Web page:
O'Toole concedes some Conservative MPs have caused 'confusion' over vaccines

·4 min read
Conservative Leader Erin O'Toole holds a press conference on Parliament Hill in Ottawa on Monday, Nov. 8, 2021. (Sean Kilpatrick/Canadian Press - image credit)
Conservative Leader Erin O'Toole holds a press conference on Parliament Hill in Ottawa on Monday, Nov. 8, 2021. (Sean Kilpatrick/Canadian Press - image credit)

Conservative Leader Erin O'Toole said today he expects his party's MPs to promote vaccines and leave talk about their efficacy to the health experts — a comment that comes after a Conservative caucus member made some eyebrow-raising comments about COVID-19 shots over the weekend.

O'Toole and his team have been grappling with questions about vaccines for months as some of his party's MPs and senators have spoken out against mandatory shots or have avoided getting vaccinated altogether.

O'Toole has tried to walk a fine line — telling Canadians he supports the vaccination campaign while opposing mandatory vaccination rules for public servants and the travelling public.

O'Toole also has said his party will challenge a House of Commons Board of Internal Economy policy that requires all MPs attending Parliament in person to be vaccinated — but has refused to say how many Conservative caucus members are fully vaccinated.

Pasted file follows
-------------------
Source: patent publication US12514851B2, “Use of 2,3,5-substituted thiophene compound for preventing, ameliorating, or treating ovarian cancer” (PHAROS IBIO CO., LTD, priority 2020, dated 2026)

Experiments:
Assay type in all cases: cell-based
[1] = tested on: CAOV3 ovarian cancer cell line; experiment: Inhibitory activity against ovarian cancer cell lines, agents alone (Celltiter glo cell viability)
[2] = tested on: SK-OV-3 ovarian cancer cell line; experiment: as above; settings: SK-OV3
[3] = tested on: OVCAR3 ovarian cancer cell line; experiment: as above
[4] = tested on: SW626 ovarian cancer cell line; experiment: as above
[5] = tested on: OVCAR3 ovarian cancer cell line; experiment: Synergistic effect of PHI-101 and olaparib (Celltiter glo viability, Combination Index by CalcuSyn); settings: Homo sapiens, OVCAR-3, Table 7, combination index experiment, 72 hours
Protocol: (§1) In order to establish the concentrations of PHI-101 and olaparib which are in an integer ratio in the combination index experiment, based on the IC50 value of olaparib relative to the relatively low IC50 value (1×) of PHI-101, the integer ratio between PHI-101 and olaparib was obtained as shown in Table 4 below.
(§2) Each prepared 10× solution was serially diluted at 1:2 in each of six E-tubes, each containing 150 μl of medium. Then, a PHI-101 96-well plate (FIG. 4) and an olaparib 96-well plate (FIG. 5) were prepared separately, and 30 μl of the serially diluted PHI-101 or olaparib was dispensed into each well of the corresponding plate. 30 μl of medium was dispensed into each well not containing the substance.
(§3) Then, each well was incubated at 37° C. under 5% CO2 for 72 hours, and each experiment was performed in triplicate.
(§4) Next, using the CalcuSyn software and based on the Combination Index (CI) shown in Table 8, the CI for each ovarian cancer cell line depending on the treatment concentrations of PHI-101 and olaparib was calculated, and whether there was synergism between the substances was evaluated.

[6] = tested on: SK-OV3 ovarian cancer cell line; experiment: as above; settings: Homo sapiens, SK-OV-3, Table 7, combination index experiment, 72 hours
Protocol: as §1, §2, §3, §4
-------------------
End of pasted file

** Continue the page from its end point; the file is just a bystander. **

A group of Conservative parliamentarians recently formed what they call a "civil liberties" working group to advocate for the unvaccinated.

While promoting the group's work during an appearance on CTV, Conservative MP Marilyn Gladu suggested that polio — a disease largely eradicated in Canada through vaccinations — posed more of a threat than COVID-19.

"In terms of the risk, people that got polio, many of them died and many of them were crippled, and that is not the same frequency of risk that we see with COVID-19," she said in an interview on the network's Question Period program.

"I'm just receiving the information from medical experts that talk about the relative risk. I'm not a doctor myself."

Between 1949 and 1954, 11,000 people in Canada incurred some degree of paralysis and 500 people died due to polio. More than 29,000 Canadians have died so far of COVID-19 since the onset of this health crisis in early 2020.

Gladu also said "multiple sources of data" must be reviewed to determine if vaccine mandates actually work to curb the spread of the virus. She said asking people to disclose their vaccination status is a slippery slope that could lead to "discrimination" against people with other health conditions.

"People are being forced to disclose and the question is, what is next?" she said.

In an interview with CBC's Power & Politics, Gladu said vaccine mandates "infringe on people's rights" and that politicians "need to hear from all sides," including those who choose to go unvaccinated.

WATCH: Conservative MPs forming 'mini-caucus' to talk about vaccine-related issues